“If she felt like she was being disrespected, she would swing at me. There was always something to argue about and usually, it was girls.”
“She was so insecure,” LaTesha recalled. “If I’d be hanging out with one of my friends who was a girl, she’d see me and say ‘What’s this? You cheating on me?’
And I always told her, ‘You need to stop.’ It was a pattern. We would break up for a week, get back together the next week. We must have broken up about 20 times.”
The final break-up happened when Monique landed several punches on LaTesha in front of a community center in Queens.
Though it is seldom reported, this kind of physical abuse among lesbian couples is not at all unusual.
According to a 2010 CDC (Center for Disease Control) study, 46 percent of lesbian women report having been a victim of domestic violence, compared to 43 percent of straight women.
Women abuse other women at a higher rate than men do.
Researchers from the Journal of Interpersonal Violence found that 90 percent of lesbians had been recipients of verbal aggression, with 31 percent reporting physical abuse.
In a survey of 1,099 lesbians, the Journal of Social Service Research found that “slightly more than half of lesbians reported that they had been abused by a female lover/partner.
In Sweden, two related studies found that reports of domestic violence among heterosexual women were 8 percent. But the rate among lesbian women was between 17% and 45% depending on the study.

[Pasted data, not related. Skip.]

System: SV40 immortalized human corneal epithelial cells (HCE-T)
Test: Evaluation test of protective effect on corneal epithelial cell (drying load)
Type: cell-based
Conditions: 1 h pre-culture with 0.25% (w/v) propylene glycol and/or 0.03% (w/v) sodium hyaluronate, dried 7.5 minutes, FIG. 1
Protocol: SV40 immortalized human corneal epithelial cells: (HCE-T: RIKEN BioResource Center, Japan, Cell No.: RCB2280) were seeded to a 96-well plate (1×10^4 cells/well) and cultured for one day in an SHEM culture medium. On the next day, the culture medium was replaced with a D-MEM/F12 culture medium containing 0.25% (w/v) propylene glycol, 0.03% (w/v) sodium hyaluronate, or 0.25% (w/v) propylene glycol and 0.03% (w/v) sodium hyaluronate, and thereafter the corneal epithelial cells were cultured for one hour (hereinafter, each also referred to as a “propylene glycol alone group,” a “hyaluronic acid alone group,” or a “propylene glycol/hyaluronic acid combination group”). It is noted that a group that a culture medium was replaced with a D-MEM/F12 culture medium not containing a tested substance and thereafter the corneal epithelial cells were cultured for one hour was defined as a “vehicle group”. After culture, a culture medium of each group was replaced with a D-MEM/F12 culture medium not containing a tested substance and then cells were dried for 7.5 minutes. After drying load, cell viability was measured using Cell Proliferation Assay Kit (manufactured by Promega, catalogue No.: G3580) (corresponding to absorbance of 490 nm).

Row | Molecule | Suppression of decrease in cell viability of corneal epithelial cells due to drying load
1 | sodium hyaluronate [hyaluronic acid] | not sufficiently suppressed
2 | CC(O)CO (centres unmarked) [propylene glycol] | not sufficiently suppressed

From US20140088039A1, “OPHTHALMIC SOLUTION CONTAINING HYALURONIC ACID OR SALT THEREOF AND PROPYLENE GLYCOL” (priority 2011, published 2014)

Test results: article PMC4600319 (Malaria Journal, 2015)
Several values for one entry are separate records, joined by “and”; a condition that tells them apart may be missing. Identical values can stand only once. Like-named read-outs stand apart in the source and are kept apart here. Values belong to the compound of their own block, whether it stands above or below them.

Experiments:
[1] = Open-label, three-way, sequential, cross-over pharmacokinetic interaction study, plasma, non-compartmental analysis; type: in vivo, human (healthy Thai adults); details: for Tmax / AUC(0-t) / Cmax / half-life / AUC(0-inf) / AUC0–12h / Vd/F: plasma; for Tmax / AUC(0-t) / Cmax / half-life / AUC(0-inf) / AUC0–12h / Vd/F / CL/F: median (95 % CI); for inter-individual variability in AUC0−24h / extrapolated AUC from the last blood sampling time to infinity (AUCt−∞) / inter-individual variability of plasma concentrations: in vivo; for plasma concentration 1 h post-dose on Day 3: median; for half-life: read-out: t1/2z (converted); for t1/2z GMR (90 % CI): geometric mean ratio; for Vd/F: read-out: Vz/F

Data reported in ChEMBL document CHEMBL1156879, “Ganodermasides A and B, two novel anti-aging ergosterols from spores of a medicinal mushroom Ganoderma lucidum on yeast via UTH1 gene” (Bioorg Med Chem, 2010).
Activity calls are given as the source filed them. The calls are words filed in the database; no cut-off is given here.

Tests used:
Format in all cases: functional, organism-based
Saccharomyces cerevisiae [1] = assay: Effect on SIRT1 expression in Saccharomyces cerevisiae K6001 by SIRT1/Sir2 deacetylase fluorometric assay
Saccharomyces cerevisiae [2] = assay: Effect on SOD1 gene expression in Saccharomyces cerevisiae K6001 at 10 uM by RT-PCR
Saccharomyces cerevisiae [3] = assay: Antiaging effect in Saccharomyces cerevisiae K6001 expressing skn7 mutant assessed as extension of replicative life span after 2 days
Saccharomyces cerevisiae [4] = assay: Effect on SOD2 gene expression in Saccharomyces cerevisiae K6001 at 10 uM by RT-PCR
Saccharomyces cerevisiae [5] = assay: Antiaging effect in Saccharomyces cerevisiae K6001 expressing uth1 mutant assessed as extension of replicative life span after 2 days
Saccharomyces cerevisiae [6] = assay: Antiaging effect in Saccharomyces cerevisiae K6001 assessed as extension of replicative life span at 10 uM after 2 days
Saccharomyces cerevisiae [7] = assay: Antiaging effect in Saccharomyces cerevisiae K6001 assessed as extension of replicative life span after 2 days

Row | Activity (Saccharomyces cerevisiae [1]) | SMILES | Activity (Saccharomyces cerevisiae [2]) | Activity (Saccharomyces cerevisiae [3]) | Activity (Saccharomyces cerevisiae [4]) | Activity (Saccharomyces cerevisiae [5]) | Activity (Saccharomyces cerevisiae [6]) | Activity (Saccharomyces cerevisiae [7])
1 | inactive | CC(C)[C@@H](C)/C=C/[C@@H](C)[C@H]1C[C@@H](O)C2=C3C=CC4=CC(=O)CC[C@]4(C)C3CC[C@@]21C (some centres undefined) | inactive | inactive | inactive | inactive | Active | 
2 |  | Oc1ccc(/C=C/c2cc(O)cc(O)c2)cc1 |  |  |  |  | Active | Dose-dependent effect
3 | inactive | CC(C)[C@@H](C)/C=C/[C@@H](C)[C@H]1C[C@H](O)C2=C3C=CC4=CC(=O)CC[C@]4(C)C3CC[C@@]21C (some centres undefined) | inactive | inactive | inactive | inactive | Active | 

Yet there is a wall of silence within the lesbian community about domestic violence, and the lesbian community is reluctant to address the issue. It has even been referred to as “the second closet”.
There is a fear of making the community look bad. There’s an idea that airing dirty laundry discredits the lesbian community.
Whether a lesbian or not, there is a belief that women are the “gentle” sex. Nurturing, kind, tolerant, compassionate, understanding, accepting, caring, and so on.
And while that is often true, it is also often not true.
According to a University of Florida study, women are more than twice as likely to stalk, attack and psychologically abuse their partners than men are.
“We’re seeing women in relationships acting differently nowadays than we have in the past,” said Angela Gover, a UF criminologist who led the research.
Contrary to public perception, research shows that the most likely physical abuser of a young child will be that child’s mother, not a male in the household, although the mother’s plight often is complicated by a cohabiting male.
Biological fathers are the most protective of children, while step-fathers and boyfriends remain frequent abusers.
Abusive mothers frequently feel isolated, and lack the support to maintain their self-esteem and to buffer the stress of raising children.
Without this support, they often seek care and comfort from their children, treating these children as if they were older than they really are. When children fail to provide this support, the mother can become impatient, angry, and sometimes abusive, even when the child is only a crying infant.
Others find any social stimulation from their babies (whether smiling or crying) to be much more irritating than normal mothers do. Their abuse in turn adds to their anxiety and feelings of helplessness.
If the woman is a second-generation or later generation out-of-wedlock mother, or if she is a teenager, she is less likely to know what the appropriate expectations of a young child should be.
Statistically speaking, there is no safer place for a child than with their father, and there is no safer place for a woman than with her husband.
It’s not politically correct to say, but that’s the way it is.